Constellations, from London to San Diego
Many things come to mind when watching theatrical pieces that make you think and ask questions. The power of the performing arts is so great. If more people (especially younger generations) would just go with the flow and let themselves be immersed in a show such as Constellations, it would rock their boats. A piece written by British playwright Nick Payne that has traveled from London to Spain, then Chile, and Mexico City in the course of the past four years, is now in San Diego as part of The Old Globe’s current season. Running now until Sunday May 8th.
What would happen if you threw the dice more than a thousand times? What about those ‘what if’s? – going all Stephen Hawking here, which totally fits because Marianne (Victoria Frings) is a Physicist at Cambridge University who meets beekeeper Roland (Christian Coulson) at a barbecue. Bringing on the references as I usually do, Alanis Morisette’s song ‘Ironic’ played in my head while watching the piece. “It’s like meeting the man of your dreams and then…meeting his beautiful wife” the song says. In their first encounter, Marianne finds Roland cute and tries to start a conversation in which he lets her know he’s getting a drink for his wife. But what would happen if there wasn’t a wife? Boom! that is the following scenario. How would their relationship be if they became a couple? How many outcomes can two people have with the infinite possibilities offered by the universe? Like particles floating through the wind…
The piece stays true to its original model, delivered with a British accent. A one act with different rhythms. Starting fast and demanding focus, otherwise making it hard to catch the gist; then a bit slow from the middle to the kind of -there- very open to interpretation, ending. I felt that ‘the possibilities or outcomes’ were not even between the two people. Marianne is presented with one condition in many different scenarios. While Roland, has different conditions with different scenarios. That is a playwright issue, I am just venting. But Richard Seer’s direction discovers its shine through the use of mannerisms, shifting vocal tones and expressions as well as the movement between Bradley King’s Lighting Design, Fitz Patton’s Sound Design and David Huber’s Vocal Coaching. A well-orchestrated melody that again, pushes that train of thought.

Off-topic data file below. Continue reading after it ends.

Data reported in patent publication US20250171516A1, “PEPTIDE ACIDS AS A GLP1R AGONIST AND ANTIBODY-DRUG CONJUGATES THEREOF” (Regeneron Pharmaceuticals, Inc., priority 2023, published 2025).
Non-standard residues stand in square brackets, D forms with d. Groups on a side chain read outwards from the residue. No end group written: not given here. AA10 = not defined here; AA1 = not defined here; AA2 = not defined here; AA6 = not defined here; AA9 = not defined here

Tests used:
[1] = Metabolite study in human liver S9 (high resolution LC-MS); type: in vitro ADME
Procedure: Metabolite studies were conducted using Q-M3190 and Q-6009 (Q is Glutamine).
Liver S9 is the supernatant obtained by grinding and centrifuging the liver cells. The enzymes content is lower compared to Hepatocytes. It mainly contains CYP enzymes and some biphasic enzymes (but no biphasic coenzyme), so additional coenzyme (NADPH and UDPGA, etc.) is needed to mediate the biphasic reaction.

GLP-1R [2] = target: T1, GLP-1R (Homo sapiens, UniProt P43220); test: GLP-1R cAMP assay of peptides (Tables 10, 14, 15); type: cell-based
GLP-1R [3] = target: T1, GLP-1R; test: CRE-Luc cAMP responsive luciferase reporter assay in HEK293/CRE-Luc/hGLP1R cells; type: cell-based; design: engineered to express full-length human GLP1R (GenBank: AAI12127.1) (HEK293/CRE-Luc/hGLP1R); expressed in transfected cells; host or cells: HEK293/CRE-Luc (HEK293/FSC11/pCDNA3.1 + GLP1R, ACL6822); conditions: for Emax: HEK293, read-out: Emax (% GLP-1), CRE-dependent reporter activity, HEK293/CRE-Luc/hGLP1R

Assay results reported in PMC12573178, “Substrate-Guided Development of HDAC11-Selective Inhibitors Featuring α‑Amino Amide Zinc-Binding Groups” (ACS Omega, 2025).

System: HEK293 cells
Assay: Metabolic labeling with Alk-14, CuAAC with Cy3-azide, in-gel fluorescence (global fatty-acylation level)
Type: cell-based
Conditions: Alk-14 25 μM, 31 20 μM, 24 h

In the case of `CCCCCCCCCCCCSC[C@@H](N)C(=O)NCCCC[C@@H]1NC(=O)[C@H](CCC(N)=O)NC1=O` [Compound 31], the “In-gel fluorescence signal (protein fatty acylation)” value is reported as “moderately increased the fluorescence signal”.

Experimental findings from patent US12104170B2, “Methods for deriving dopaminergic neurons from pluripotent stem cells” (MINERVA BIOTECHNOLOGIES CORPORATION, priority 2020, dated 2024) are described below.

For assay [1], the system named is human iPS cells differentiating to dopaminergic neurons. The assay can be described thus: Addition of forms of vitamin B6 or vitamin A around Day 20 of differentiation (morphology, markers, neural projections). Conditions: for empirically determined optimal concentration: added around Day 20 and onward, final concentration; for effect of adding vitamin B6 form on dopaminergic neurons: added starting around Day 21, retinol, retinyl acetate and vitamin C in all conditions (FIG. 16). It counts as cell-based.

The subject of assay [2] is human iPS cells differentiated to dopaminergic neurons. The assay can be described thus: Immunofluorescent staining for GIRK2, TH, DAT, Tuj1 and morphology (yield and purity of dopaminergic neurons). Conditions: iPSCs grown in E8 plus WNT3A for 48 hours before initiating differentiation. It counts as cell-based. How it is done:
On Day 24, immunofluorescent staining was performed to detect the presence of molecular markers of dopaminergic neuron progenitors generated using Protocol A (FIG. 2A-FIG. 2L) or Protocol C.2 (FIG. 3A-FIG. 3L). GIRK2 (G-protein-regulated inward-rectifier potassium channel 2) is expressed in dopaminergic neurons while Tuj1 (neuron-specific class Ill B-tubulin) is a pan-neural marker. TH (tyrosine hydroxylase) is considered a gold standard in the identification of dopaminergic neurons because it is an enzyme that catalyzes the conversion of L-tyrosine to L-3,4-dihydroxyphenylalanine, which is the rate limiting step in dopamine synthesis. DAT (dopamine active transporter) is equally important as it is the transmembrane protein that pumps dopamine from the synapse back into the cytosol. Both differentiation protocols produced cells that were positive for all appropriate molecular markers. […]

David Israel Reynoso’s set design, simple and fitting like a constellation on the floor where the actors lay and sit down and walk. This is a perfect design for both the Sheryl and Harvey White Theatre and this type of piece, being that they present the more ‘experimental’ contents in this space. Victoria and Christian show great rapport and went along with this whole vibe of just having two actors onstage with no change of costume, or scenery. It is a tough job to deliver. Two average people on an average weekend (it was a weekend in my head) ‘illustrated’ by Elisa Benzoni’s Costume Design.
I advise you to go and see Constellations. Especially if you are one of those ‘what if’ people. Or just question your mission in this world. Ticket prices start at $29 dollars and can be purchased HERE.
POST-SHOW FORUMS: Tuesday, April 26, and Wednesday, May 4. Discuss the play with members of the cast and crew following the performance. FREE
BOX OFFICE WINDOW HOURS: Noon to final curtain Tuesday through Sunday. American Express, Discover, MasterCard, and VISA accepted. (619) 23-GLOBE [234-5623].
LOCATION: The Old Globe is located in San Diego’s Balboa Park at 1363 Old Globe Way. Free parking is available throughout the park. Valet parking is also available ($12).